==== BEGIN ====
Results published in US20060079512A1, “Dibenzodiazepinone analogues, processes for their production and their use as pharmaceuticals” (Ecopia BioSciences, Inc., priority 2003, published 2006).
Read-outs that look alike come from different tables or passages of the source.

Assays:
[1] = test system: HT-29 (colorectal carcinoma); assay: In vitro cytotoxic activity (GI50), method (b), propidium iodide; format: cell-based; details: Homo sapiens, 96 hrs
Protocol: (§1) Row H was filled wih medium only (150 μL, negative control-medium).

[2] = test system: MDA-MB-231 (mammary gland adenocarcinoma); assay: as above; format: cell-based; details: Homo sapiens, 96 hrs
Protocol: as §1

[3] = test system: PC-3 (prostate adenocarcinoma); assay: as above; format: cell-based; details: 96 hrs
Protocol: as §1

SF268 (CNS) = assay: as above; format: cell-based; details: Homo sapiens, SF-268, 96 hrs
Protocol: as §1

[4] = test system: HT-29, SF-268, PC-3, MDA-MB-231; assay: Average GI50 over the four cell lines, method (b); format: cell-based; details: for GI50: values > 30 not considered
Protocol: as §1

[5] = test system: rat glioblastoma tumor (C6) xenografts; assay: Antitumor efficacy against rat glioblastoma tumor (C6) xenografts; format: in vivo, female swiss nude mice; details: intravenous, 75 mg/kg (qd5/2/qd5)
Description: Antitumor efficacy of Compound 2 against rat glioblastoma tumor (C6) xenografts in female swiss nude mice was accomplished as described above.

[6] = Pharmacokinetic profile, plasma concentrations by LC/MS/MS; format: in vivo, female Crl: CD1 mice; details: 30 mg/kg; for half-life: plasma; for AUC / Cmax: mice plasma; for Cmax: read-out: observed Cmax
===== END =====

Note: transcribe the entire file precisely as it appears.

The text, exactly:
Results published in US20060079512A1, “Dibenzodiazepinone analogues, processes for their production and their use as pharmaceuticals” (Ecopia BioSciences, Inc., priority 2003, published 2006).
Read-outs that look alike come from different tables or passages of the source.

Assays:
[1] = test system: HT-29 (colorectal carcinoma); assay: In vitro cytotoxic activity (GI50), method (b), propidium iodide; format: cell-based; details: Homo sapiens, 96 hrs
Protocol: (§1) Row H was filled wih medium only (150 μL, negative control-medium).

[2] = test system: MDA-MB-231 (mammary gland adenocarcinoma); assay: as above; format: cell-based; details: Homo sapiens, 96 hrs
Protocol: as §1

[3] = test system: PC-3 (prostate adenocarcinoma); assay: as above; format: cell-based; details: 96 hrs
Protocol: as §1

SF268 (CNS) = assay: as above; format: cell-based; details: Homo sapiens, SF-268, 96 hrs
Protocol: as §1

[4] = test system: HT-29, SF-268, PC-3, MDA-MB-231; assay: Average GI50 over the four cell lines, method (b); format: cell-based; details: for GI50: values > 30 not considered
Protocol: as §1

[5] = test system: rat glioblastoma tumor (C6) xenografts; assay: Antitumor efficacy against rat glioblastoma tumor (C6) xenografts; format: in vivo, female swiss nude mice; details: intravenous, 75 mg/kg (qd5/2/qd5)
Description: Antitumor efficacy of Compound 2 against rat glioblastoma tumor (C6) xenografts in female swiss nude mice was accomplished as described above.

[6] = Pharmacokinetic profile, plasma concentrations by LC/MS/MS; format: in vivo, female Crl: CD1 mice; details: 30 mg/kg; for half-life: plasma; for AUC / Cmax: mice plasma; for Cmax: read-out: observed Cmax